A polygraph is also commonly called a lie detector test, or more formally, a psychophysiological detection of deception test. This interesting technology is used throughout the legal system in an attempt to determine whether a person is being deceptive about a particular inquiry or issue. While the court admissibility of lie detector testing remains hotly debated in most regions, the test continues to be a popular method of accumulating evidence of lying or criminal activities.
This guide details the interesting sector of lie detection testing in the detective services industry.
Lie detection, using this particular method, requires sensitive equipment and a trained examiner. The test can be administered using older analog equipment, which measures responses with a series of marks on roll paper, or with newer computerized machines, which detail the data on an electronic monitor.
The test itself does not actually have the ability to measure truth or lies. It can only detect differences in a variety of anatomical functions, which are typically set off when a person is being deceptive. The anatomical criteria that are measured usually include: blood pressure, heart rate, breathing patterns, skin conductivity and internal body temperature. Some newer methods of lie detection also include monitoring the subject’s eyes for rapid contractions or expansions of the iris, sometimes associated with lying.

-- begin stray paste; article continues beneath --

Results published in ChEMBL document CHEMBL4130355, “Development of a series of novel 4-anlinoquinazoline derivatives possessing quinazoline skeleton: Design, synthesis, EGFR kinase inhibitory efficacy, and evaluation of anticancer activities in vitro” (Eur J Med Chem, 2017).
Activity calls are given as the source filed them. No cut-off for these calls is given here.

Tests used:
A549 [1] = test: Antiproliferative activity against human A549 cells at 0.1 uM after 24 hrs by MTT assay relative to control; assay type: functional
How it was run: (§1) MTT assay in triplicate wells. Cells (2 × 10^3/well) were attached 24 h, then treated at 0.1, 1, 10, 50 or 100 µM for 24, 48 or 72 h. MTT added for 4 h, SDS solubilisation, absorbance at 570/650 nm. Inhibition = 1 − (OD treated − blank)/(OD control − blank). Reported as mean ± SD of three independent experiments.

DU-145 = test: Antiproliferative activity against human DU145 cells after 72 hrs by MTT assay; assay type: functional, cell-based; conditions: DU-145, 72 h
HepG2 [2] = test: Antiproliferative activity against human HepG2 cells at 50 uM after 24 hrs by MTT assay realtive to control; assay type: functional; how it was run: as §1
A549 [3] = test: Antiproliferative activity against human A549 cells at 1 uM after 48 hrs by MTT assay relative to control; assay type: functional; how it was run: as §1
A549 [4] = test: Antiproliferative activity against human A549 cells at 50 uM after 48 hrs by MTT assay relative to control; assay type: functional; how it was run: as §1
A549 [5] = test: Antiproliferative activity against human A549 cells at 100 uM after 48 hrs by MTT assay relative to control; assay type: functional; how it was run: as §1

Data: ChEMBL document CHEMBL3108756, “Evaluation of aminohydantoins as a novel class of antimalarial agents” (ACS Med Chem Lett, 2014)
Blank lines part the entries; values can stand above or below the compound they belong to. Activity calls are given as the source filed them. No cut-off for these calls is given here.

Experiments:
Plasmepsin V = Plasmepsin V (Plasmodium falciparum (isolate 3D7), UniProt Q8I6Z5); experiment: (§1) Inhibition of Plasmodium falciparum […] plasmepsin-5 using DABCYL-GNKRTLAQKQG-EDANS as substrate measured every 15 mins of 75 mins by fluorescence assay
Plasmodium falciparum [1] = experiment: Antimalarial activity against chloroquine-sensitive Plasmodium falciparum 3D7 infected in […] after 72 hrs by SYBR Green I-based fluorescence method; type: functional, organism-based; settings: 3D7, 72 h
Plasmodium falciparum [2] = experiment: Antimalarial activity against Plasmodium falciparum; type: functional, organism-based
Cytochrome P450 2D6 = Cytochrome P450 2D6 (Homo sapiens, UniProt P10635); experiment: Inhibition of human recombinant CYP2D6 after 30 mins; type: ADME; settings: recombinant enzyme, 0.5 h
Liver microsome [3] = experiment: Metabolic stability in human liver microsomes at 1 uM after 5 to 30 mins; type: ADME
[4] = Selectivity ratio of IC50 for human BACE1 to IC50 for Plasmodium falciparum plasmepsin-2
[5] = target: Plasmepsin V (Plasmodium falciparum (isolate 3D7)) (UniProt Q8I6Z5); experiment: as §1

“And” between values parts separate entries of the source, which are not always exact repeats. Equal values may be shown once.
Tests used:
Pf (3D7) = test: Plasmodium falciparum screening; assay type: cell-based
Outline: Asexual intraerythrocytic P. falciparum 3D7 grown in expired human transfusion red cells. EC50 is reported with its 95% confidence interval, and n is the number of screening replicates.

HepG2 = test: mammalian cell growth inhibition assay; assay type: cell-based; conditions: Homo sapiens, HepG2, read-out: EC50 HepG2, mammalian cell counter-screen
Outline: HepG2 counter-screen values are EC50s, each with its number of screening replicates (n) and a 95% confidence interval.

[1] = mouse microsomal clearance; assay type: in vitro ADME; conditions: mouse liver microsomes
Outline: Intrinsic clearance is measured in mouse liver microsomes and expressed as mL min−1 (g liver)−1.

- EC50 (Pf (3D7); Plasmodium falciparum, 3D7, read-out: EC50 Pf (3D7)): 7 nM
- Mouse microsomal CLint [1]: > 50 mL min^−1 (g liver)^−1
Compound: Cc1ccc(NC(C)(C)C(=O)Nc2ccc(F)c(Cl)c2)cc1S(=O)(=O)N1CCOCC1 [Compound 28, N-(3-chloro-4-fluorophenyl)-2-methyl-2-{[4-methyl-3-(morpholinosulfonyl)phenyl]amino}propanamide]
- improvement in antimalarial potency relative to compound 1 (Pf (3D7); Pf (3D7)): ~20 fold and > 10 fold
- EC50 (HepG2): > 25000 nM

The examiner will ask questions while the subject is hooked up to the machine and will monitor them visually, as well as electronically, to see how they react to various questions and suggestions.
Fooling a Polygraph
While most people are not able to control their automatic bodily reactions when lying, a trained individual can easily outsmart even the most sensitive lie detector machine. This can be accomplished in 2 main ways.
First off, the examiner will ask a series of rudimentary questions which are designed to provide a control response to compare to more invasive and relevant questions that will be asked later. These initial questions usually inquire about the subjects name and age and basic details and should not provoke any unusual anatomical response. Trained lie detection subjects can consciously create stress in their minds during these questions, causing anatomical changes which can severely throw off the control questioning process.
Additionally, by calming themselves down later in the test and staying as relaxed as possible, the subject can lie throughout the exam and still not give away anatomical evidence of their deception. This is a learned and practiced skill for most, but even beginners can get lucky enough to fool the machine with a bit of concerted effort.
Using a lie detector is one way to make someone answer questions as honestly as possible. While it may be difficult to get some people to submit to lie detection testing, it can be ordered by a judge for various reasons. Of course, if a person maintains their innocence, they should have no problem taking the test, which is a psychological ploy used to convince subjects to submit to the exam in many instances.
For additional details about how lie detection works, or how it can be used to reinforce an investigation case, contact a qualified private investigator or a professional polygraph examiner near you.